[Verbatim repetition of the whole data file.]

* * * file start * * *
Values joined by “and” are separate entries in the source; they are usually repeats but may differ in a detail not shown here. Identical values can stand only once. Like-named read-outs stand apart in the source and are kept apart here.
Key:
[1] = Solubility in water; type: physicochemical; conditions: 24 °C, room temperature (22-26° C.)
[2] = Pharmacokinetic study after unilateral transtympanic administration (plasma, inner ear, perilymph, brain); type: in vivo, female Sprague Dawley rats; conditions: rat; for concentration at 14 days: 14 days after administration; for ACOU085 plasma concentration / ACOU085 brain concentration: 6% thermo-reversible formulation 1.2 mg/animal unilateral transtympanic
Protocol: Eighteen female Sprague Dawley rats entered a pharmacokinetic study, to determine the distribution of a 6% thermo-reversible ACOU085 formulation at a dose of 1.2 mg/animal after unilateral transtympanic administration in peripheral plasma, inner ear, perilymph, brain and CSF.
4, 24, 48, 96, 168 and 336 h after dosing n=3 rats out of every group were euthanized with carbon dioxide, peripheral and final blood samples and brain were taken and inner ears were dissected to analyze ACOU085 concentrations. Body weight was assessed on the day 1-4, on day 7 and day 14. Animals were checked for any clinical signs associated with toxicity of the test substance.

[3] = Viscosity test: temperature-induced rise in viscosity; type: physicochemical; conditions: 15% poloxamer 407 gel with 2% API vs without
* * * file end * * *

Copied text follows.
Values joined by “and” are separate entries in the source; they are usually repeats but may differ in a detail not shown here. Identical values can stand only once. Like-named read-outs stand apart in the source and are kept apart here.
Key:
[1] = Solubility in water; type: physicochemical; conditions: 24 °C, room temperature (22-26° C.)
[2] = Pharmacokinetic study after unilateral transtympanic administration (plasma, inner ear, perilymph, brain); type: in vivo, female Sprague Dawley rats; conditions: rat; for concentration at 14 days: 14 days after administration; for ACOU085 plasma concentration / ACOU085 brain concentration: 6% thermo-reversible formulation 1.2 mg/animal unilateral transtympanic
Protocol: Eighteen female Sprague Dawley rats entered a pharmacokinetic study, to determine the distribution of a 6% thermo-reversible ACOU085 formulation at a dose of 1.2 mg/animal after unilateral transtympanic administration in peripheral plasma, inner ear, perilymph, brain and CSF.
4, 24, 48, 96, 168 and 336 h after dosing n=3 rats out of every group were euthanized with carbon dioxide, peripheral and final blood samples and brain were taken and inner ears were dissected to analyze ACOU085 concentrations. Body weight was assessed on the day 1-4, on day 7 and day 14. Animals were checked for any clinical signs associated with toxicity of the test substance.

[3] = Viscosity test: temperature-induced rise in viscosity; type: physicochemical; conditions: 15% poloxamer 407 gel with 2% API vs without